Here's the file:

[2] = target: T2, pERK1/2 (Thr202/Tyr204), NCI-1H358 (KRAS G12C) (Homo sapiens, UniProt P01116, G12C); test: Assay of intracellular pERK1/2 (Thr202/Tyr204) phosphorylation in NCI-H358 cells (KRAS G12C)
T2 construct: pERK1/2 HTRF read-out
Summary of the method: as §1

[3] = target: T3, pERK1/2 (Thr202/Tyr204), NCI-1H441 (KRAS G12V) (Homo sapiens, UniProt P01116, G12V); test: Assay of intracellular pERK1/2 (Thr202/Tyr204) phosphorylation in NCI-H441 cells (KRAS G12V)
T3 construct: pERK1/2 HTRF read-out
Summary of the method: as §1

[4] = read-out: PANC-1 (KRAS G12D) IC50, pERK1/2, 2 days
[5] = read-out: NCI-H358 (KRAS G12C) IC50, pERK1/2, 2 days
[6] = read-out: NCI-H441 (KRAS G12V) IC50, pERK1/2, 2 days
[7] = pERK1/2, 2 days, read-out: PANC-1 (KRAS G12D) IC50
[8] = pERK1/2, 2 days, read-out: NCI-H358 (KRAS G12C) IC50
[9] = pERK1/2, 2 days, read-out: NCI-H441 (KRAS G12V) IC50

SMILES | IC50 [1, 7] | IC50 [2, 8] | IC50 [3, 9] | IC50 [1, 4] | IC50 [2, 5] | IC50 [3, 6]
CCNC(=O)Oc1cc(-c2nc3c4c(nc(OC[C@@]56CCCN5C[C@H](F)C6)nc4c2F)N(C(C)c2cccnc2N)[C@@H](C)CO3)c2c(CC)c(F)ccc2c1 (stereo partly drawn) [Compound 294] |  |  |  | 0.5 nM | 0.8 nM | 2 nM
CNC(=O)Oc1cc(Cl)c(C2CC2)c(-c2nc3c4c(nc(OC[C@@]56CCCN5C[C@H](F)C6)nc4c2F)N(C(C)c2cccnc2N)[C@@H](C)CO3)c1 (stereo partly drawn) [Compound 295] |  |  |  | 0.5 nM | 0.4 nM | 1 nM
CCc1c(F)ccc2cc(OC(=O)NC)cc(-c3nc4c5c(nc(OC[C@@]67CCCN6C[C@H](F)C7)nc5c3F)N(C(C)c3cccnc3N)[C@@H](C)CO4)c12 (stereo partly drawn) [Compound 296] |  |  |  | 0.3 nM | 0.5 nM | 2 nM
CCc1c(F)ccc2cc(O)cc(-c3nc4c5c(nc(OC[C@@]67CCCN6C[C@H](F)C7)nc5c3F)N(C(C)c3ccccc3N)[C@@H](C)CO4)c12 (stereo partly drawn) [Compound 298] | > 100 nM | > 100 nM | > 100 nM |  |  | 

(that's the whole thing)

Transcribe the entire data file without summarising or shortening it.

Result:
[2] = target: T2, pERK1/2 (Thr202/Tyr204), NCI-1H358 (KRAS G12C) (Homo sapiens, UniProt P01116, G12C); test: Assay of intracellular pERK1/2 (Thr202/Tyr204) phosphorylation in NCI-H358 cells (KRAS G12C)
T2 construct: pERK1/2 HTRF read-out
Summary of the method: as §1

[3] = target: T3, pERK1/2 (Thr202/Tyr204), NCI-1H441 (KRAS G12V) (Homo sapiens, UniProt P01116, G12V); test: Assay of intracellular pERK1/2 (Thr202/Tyr204) phosphorylation in NCI-H441 cells (KRAS G12V)
T3 construct: pERK1/2 HTRF read-out
Summary of the method: as §1

[4] = read-out: PANC-1 (KRAS G12D) IC50, pERK1/2, 2 days
[5] = read-out: NCI-H358 (KRAS G12C) IC50, pERK1/2, 2 days
[6] = read-out: NCI-H441 (KRAS G12V) IC50, pERK1/2, 2 days
[7] = pERK1/2, 2 days, read-out: PANC-1 (KRAS G12D) IC50
[8] = pERK1/2, 2 days, read-out: NCI-H358 (KRAS G12C) IC50
[9] = pERK1/2, 2 days, read-out: NCI-H441 (KRAS G12V) IC50

SMILES | IC50 [1, 7] | IC50 [2, 8] | IC50 [3, 9] | IC50 [1, 4] | IC50 [2, 5] | IC50 [3, 6]
CCNC(=O)Oc1cc(-c2nc3c4c(nc(OC[C@@]56CCCN5C[C@H](F)C6)nc4c2F)N(C(C)c2cccnc2N)[C@@H](C)CO3)c2c(CC)c(F)ccc2c1 (stereo partly drawn) [Compound 294] |  |  |  | 0.5 nM | 0.8 nM | 2 nM
CNC(=O)Oc1cc(Cl)c(C2CC2)c(-c2nc3c4c(nc(OC[C@@]56CCCN5C[C@H](F)C6)nc4c2F)N(C(C)c2cccnc2N)[C@@H](C)CO3)c1 (stereo partly drawn) [Compound 295] |  |  |  | 0.5 nM | 0.4 nM | 1 nM
CCc1c(F)ccc2cc(OC(=O)NC)cc(-c3nc4c5c(nc(OC[C@@]67CCCN6C[C@H](F)C7)nc5c3F)N(C(C)c3cccnc3N)[C@@H](C)CO4)c12 (stereo partly drawn) [Compound 296] |  |  |  | 0.3 nM | 0.5 nM | 2 nM
CCc1c(F)ccc2cc(O)cc(-c3nc4c5c(nc(OC[C@@]67CCCN6C[C@H](F)C7)nc5c3F)N(C(C)c3ccccc3N)[C@@H](C)CO4)c12 (stereo partly drawn) [Compound 298] | > 100 nM | > 100 nM | > 100 nM |  |  | 